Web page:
I am often asked by warmblood owners whether they should get their horse assessed and/or registered. As a performance horse breeder and advocate of the Australian Continental Equestrian Group Inc (ACE Group), my answer is almost always yes. The benefits of doing so (despite being long-term) are great; and if you are a horse breeder, then I believe it is a non-negotiable!
So let’s start with warmblood assessment. As the word suggests, this is an opportunity to present your horse for review by an expert, receiving feedback about things such as conformation, movement and jumping ability. Not only can this help provide direction on whether you are breeding a correct horse for sport, but it can help inform future breeding choices and provide the owner with valuable feedback about their horse in general. It can be done with horses of any age and is not restricted just to sport horse breeders; even those aiming to breed the more pleasure orientated horse or pony can benefit, with owners being given direction on things like temperament, rideability and willingness to perform in young horses.
The ACE Group, for example, has had internationally renowned breeder, owner and judge Gerd Kuest travel to Australia for the past eleven years. We have been lucky enough to host an ACE Assessment here at Kentaur Australia for the past three years in a row; this has allowed us to have many of our own (and outside) horses assessed by Gerd, giving us an invaluable education about what it is we should be looking for in our breeding and performance horses. After each assessment, the owner is given a scoresheet that outlines where they scored well and where they didn’t, with top scoring horses being classified as ‘premium’ or ‘elite’.
Whilst assessment will by no means tell you that your horse will/will not make it to the Olympics, it can give you an indication of things such as the longevity of your horse (i.e. due to certain conformational traits like the angle of the shoulder and hindquarter, as well as the movement of the horse) and whether you have a good ‘type’ of horse for breeding (i.e. should you keep your colt a stallion, or whether your mare is suitable for performance but perhaps not for breeding).
In saying that, it should be noted that this assessment only represents a small snapshot of the horse’s life, and – like us – horses have bad days, too! Luckily, there is an opportunity to re-present the horse the next year if you feel your horse didn’t give the best performance. The scores are also not necessarily the be all and end all of a horses career; just because a horse doesn’t have a conventional free jumping technique does not mean it won’t go on to become a successful world cup show jumper.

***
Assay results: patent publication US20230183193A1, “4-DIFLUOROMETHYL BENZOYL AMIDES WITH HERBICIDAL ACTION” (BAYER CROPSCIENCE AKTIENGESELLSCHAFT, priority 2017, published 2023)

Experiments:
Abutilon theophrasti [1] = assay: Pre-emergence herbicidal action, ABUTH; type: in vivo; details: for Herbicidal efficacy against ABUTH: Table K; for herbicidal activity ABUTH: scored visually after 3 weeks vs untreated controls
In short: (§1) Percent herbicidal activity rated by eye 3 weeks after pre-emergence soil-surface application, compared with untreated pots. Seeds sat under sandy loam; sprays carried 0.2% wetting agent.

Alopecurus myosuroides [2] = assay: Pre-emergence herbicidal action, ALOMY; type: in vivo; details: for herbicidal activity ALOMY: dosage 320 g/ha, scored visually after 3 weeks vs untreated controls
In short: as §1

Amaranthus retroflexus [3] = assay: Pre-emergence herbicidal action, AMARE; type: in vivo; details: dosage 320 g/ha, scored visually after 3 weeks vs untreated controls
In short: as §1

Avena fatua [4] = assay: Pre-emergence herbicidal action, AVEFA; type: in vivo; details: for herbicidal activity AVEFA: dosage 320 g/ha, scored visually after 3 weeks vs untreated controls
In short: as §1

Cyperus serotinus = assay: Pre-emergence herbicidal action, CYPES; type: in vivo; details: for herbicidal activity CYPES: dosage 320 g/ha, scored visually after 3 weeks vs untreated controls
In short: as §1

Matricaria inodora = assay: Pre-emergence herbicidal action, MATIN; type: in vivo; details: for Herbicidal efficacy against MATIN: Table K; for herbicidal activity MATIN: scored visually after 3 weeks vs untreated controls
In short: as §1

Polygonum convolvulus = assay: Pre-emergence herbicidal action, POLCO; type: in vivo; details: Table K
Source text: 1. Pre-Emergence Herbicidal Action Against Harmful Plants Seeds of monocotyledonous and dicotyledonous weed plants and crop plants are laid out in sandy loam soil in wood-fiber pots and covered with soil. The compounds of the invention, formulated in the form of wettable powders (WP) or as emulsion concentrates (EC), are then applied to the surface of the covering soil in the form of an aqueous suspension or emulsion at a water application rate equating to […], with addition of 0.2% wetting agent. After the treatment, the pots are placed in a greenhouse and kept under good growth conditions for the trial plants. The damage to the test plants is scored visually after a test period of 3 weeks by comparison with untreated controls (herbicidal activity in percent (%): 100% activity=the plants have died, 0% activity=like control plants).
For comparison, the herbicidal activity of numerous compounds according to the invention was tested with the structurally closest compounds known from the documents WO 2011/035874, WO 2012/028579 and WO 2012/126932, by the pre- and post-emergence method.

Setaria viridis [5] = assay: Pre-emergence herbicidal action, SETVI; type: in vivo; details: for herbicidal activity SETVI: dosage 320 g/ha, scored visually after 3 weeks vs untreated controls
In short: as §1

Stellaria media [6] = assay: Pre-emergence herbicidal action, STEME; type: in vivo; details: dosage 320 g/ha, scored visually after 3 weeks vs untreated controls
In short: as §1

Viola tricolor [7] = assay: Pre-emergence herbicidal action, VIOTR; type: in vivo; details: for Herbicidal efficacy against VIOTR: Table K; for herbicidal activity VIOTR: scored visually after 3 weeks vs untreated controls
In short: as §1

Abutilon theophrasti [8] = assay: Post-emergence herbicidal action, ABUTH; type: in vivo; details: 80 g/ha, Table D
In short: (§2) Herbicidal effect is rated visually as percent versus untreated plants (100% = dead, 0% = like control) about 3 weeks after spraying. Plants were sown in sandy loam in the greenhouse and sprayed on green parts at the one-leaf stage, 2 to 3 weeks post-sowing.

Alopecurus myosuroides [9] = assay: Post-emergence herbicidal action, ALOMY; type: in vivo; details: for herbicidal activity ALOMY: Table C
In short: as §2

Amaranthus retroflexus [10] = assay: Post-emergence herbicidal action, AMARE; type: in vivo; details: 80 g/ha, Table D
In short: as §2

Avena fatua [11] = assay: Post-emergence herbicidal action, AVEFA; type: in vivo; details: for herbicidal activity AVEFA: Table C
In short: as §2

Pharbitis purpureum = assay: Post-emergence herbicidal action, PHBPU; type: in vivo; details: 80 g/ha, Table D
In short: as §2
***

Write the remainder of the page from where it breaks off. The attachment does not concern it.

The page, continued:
In terms of actual registration of your warmblood, I believe that this can also be of great benefit to owners. It allows you to prove the parentage and bloodlines of your horse, with DNA testing being part of both the ACE registration and AWHA. It is more common than people might think for horses to have a lineage that differs from what they thought/were originally told or even what they purchased. Registration is also good for record keeping, especially for breeders producing a number of generations of horses; it is very easy to lose track of which horse is by/out of which stallion and mare over time! The more you can understand the bloodlines, the better you can breed – knowledge is power, after all.
Registration with the ACE Group will soon allow you to obtain an FEI passport, which is required by all horses when competing at FEI level. By obtaining this when the horse is still young, it helps to ensure that the breeder’s prefix is registered with FEI when the horse competes at a high level, adding a barrier to new owners dropping the breeders prefix. I’m sure many breeders out there have experienced the disappointment of having a horse they bred (and are extremely proud of) called a different name on the competition circuit, or had its breeding prefix removed.
All in all, I am a huge advocate of warmblood assessment and registration, particularly when it comes to providing direction for breeding. It helps us to stay up-to-date and competitive with European breeding, encouraging better performance horse breeding here in Australia.
Photo credit: Eric Lloyd Photography